Air Force Reviews ‘Guns On Bases’ Policy Citing 2015 Shooting That Left 5 Dead

Air Force Reviews ‘Guns On Bases’ Policy Citing 2015 Shooting That Left 5 Dead

It’s hard to believe that the Air Force had to review active shooter cases to confirm what gun rights advocates have been saying all along: Firearms in the hands of the good guys are the best bet for stopping massacres. 


Earlier this month, the military branch sent out a letter to its base commanders around the nation reminding them that they can authorize subordinates to carry guns, even while off-duty and out of uniform.

Considering our military is well trained and entrusted with our national security one would think they should be permitted to carry guns while stationed on American bases. reported that three programs authorize commanders at all levels – as long as they have authorization from the base commander — to allow conceal-carry or open-carry on the installation.

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“None of these programs gives the installation commander authorizations they didn’t already have the authorization to do,” Maj. Keith Quick, the Air Force Security Forces Integrated Defense action officer, said. “We are now formalizing it and telling them how they can use these types of programs more effectively.”

The Air Force announcement did not say which incidents caused it to issue the reminder, though a spokeswoman for Air Force Headquarters in Washington, DC, said it is because of last year’s attack on a recruiting station in Chattanooga, Tennessee.


On July 16, 2015, Muhammad Youssef Abdulazeez, a Kuwait-born naturalized U.S. citizen, opened fire on two military installations in Chattanooga, Tennessee. He first committed a drive-by shooting at a recruiting center, then traveled to a U.S. Navy Reserve center and continued firing, where he was killed by police in a gunfight. Four Marines died on the spot. A Navy sailor, a Marine recruiter, and a police officer were wounded; the sailor died from his injuries two days later. (HT Wikipedia)

In that attack – one of at least four on recruiting offices, military installations or properties since 2008 – Abdulazeez opened fire on an Army recruiting office, wounding a soldier, then went to a Navy facility , where he killed four Marines and wounded a sailor.

In 2010 a former Marine reservist originally from Ethiopia, who officials said had jihadist sympathies, opened fire on the Pentagon and Arlington National Cemetery before being apprehended.

A year earlier an American convert to Islam killed one soldier and wounded another when he attacked a military recruiting center in Little Rock, Arkansas. The killer, reportedly angry over treatment of Muslims, was sentenced to life in prison.

In 2008 someone set off a bomb outside a Times Square, New York City, recruiting office. No one was injured and the case has remained unsolved.

The Air Force also did not release the data showing how many active-shooter incidents were stopped by someone on the scene carrying a weapon. A spokeswoman said the data came from the FBI, and cannot be released by the Air Force.

Quick said three programs established by the Air Force Security Forces Integrated Defense team enable commanders to beef up security through conceal-carry. The programs are the Unit Marshal, Security Forces Staff Arming and Law Enforcement Officer Safety Act programs.Under the Unit Marshall Program, unit commanders can have airman to train under Security Forces personnel and open-carry an M9 pistol at their duty location.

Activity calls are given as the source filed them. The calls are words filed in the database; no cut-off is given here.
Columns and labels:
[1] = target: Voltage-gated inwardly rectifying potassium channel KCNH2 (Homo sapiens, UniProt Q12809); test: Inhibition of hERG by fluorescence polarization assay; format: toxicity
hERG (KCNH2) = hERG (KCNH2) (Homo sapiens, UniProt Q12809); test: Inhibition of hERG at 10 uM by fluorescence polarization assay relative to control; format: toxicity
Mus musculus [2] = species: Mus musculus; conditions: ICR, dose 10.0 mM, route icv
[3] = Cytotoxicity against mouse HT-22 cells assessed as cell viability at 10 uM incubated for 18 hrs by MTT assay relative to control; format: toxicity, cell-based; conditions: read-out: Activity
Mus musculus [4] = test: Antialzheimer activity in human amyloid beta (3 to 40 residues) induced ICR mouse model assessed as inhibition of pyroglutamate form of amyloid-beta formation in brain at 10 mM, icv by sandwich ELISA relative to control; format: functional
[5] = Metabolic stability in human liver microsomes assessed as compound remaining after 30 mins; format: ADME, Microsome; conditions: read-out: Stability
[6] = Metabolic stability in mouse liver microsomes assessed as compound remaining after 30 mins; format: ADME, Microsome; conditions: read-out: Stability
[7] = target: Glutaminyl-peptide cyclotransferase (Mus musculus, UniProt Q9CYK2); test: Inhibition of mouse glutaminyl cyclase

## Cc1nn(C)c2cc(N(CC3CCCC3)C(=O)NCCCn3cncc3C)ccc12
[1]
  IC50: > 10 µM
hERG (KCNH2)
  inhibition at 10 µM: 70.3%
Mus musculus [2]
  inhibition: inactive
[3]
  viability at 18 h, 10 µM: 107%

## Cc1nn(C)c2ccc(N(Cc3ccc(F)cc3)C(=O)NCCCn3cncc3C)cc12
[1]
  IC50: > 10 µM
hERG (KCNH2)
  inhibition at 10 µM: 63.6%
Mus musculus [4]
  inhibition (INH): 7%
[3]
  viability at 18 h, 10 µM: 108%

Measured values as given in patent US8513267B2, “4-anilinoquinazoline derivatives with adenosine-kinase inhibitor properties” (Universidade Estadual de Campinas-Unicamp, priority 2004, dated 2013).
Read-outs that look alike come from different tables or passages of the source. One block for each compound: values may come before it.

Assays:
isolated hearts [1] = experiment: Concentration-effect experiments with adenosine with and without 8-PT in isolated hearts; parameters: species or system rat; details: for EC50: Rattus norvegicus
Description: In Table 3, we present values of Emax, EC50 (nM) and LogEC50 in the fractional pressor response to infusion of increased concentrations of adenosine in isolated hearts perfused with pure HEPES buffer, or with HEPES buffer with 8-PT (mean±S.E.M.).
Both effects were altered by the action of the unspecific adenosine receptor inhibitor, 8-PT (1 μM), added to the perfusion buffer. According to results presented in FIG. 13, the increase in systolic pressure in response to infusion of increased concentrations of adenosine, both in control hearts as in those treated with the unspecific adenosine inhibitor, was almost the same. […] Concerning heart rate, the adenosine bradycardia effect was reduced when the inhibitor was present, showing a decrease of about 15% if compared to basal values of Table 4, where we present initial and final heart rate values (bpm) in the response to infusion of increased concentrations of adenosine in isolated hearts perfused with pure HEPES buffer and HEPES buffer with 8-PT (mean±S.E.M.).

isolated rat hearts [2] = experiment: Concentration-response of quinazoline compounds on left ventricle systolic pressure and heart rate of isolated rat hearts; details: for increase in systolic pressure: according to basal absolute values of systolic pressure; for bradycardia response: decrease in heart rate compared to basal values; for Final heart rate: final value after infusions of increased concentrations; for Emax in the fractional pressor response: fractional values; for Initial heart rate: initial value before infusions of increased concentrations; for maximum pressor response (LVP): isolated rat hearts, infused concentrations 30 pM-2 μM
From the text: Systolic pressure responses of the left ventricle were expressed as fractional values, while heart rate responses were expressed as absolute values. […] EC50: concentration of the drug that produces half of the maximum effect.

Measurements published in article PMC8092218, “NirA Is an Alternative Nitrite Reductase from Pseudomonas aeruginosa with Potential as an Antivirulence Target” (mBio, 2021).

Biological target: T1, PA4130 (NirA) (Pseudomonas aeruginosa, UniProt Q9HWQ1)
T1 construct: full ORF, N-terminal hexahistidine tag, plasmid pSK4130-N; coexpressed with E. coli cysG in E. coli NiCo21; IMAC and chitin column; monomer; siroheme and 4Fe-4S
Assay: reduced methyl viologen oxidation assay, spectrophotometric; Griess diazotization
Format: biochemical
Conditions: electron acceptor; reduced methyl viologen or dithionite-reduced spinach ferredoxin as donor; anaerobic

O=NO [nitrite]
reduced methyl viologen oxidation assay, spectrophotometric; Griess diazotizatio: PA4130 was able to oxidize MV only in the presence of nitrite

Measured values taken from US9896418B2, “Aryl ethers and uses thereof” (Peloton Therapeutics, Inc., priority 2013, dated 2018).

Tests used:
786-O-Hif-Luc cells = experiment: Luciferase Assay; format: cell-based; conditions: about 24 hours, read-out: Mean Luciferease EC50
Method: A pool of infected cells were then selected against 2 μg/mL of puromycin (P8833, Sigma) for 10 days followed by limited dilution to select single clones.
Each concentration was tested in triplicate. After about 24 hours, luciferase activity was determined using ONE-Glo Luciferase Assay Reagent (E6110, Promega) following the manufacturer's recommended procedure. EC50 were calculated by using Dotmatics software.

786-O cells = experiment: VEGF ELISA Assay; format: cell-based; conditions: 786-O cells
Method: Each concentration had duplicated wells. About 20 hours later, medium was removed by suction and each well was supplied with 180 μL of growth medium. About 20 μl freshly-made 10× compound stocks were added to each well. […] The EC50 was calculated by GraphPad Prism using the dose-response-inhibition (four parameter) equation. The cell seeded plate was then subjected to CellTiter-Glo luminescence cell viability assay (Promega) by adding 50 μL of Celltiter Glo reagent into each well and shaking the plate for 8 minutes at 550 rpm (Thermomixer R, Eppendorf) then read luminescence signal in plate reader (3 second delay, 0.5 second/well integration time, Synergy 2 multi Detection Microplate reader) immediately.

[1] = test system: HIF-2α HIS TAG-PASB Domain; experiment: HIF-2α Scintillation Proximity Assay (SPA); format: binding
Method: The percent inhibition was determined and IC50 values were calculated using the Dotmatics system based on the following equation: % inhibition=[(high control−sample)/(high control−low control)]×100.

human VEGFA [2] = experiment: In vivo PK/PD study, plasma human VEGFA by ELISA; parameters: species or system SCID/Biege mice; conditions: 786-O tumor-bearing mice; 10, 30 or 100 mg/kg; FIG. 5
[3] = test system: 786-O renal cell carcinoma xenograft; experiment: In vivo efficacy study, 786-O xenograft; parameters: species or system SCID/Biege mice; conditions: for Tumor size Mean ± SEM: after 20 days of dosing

Airmen selected for UMP would be instructed in use of force, weapons retention and weapons training. The role of these airmen would be to protect themselves, their immediate work space and the people within it, Quick said.

“They are not first responders, they are not to go to the sound of fire, they are not to chase bad guys,” he said. “If an active shooter happened, these members are not authorized to engage unless confronted directly by the active shooter.”

Commanders also can take advantage of the Security Forces Staff Arming program, which enables SF airmen working in staff billets at the squadron, group, wing or major command levels to carry a government-issued weapon while on duty, with the approval of the installation commander.

Any Air Force security force member who has the appropriate Air Force specialty code and is current on all of their qualifications may qualify for the program. The goal is to put trained defenders in places around the base where they could immediately act in the event of an active-shooter or other threat, Quick said.

Commanders may also use the Law Enforcement Officer Safety Act, a federal law that allows law enforcement personnel — past or present — to carry a concealed weapon in any state for personal protection against people who may want to harm them, as long as they obey state and local firearms laws.

The law was created with the understanding that police officers make enemies throughout their careers. Before the Law Enforcement Officer Safety Act they were allowed to carry a concealed weapon in their jurisdictions, but not in other cities or states.

Quick said the Air Force now allows its members to request LEOSA credentialing.

“This affects base personnel because we have given the option to the installation commander to allow security forces members to carry under LEOSA on the installation while they are off duty,” Quick said. “With installation commander’s approval, I could go to the commissary on Saturday and stay armed and concealed while conducting my business on the installation and leave … it’s not for work purposes.”



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